And I’m pretty sure Costco carries it too.

      hope that helps.

  6. AHHHH! I’m so excited for your baking space. Can’t wait to see all the inspiration and ideas that will come from a shared space with Yona. Movin’ up in the world, Mipa!

  7. I just stumbled on your blog this evening and have spend about a good three hours scrolling through every post. I lived in Korea during middle school and miss it DEARLY, but since my recent switch to a mostly vegan/vegetarian diet I was curious as to how I would survive if I ever visited again.

    I am obsessed with your blog and look forward to continue reading it (and live vicariously through you)!

    Best regards!

  8. OH MY GOSH! I wish upon a star! Oh how I wish I was there to taste that wonderful lemon cake with raspberry frosting and I love love love cherries. So that chocolate cherry combo would be heaven to try.

    I so desire to live there (even if it’s only part-time) to just enjoy any and everything that you bake. Thise greens and that salad, oh goodness. I’m so hungry now, lol. I would love to go there and teach some vegan/vegetarian classes. Are there any vegan/vegatarian organizations there(national or otherwise)? I am currently rebranding/reworking my website to begin making only Korean meals. As well as writing books. I’m just so curious about the vegan/vegetarian culture there in Seoul. I wish I had the means to get there to know exactly what is available in the markets so that I can just go crazy with recipes, lol.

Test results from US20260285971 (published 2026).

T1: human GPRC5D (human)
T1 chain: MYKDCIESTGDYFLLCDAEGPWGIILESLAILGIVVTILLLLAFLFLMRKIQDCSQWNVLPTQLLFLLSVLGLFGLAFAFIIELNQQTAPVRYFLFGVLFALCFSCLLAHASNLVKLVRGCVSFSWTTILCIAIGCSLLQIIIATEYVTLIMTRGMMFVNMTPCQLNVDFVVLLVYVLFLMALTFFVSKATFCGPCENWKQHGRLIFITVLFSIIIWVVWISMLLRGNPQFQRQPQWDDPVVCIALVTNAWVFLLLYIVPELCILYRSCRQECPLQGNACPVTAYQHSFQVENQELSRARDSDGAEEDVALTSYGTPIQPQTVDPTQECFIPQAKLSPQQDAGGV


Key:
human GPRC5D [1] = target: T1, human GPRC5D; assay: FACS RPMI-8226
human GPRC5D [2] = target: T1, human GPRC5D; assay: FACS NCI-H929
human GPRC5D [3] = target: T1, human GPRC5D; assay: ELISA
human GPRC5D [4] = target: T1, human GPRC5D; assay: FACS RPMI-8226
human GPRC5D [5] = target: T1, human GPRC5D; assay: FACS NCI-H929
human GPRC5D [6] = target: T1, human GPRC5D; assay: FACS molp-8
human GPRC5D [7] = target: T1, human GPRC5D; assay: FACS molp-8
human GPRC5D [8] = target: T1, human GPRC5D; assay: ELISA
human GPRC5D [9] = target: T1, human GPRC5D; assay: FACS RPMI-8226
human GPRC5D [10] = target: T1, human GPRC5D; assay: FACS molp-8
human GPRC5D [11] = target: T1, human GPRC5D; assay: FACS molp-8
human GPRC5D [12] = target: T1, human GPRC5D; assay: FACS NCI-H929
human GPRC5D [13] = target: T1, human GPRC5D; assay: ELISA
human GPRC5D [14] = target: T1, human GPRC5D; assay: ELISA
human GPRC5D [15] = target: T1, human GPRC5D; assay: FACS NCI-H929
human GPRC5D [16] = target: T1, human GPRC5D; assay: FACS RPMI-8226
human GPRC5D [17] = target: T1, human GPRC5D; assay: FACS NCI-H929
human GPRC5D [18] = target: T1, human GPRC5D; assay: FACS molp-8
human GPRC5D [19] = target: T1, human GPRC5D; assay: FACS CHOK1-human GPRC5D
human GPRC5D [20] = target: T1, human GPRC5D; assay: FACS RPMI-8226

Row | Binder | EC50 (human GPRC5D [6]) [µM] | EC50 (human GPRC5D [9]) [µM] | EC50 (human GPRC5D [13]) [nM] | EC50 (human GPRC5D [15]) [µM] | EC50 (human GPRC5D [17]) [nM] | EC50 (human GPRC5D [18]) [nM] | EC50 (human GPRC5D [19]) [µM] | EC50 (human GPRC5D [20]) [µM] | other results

i just love post! You make the most incredible dishes that look so fresh, healthy, and sometimes sinfully rich! I can’t wait to get to Seoul to try everything! I must work smart to get there. Thank you for being online! You are truly AMAZING! I love you so much! Thank you, thank you, thank you!

    • hehe, thank you bunches, Jacqueline! I hope you get a chance to visit. There is sooo much great food and ingredients here that inspire lots of creative meals. :)

    • Agree :), I wanna live there quite long time to taste every cake that Mipa-nim make. And must be wonderful if she wants to make a class for us. I love it too. When this idea comes up, i can’t stand to work hard and spend my money to trip there. And I think, it’ll be great also to meet and know readers in this blog, and Mipa-nim, together and share some stories more. Btw Have a good day for you and everyone!

  9. Hey Mipa,

    Thanks for the advice that you had given earlier. It looked like Sanchon was under construction and we couldn’t get into Baru (Balwoo) in Insadong without reservations. My uncle was awesome in finding restaurants because he knew that we were vegan. He wasn’t sure why we were 채식 and to him it was all confusing. But he did scope out a couple of places. We are returning to Seoul in 2 weeks to pick up our 2 year old daughter and we will definitely check out your recommendations again.

    Yes, my first trip last week was HOT and HUMID. My wife and I laughed every time we saw guys wearing leggings, skinny jeans or as well called it “Meggings”. Also, people must’ve assumed we were Singaporean or Hmong because we were the only Koreans (from America) with a tan. The trend must be to stay out of the sun.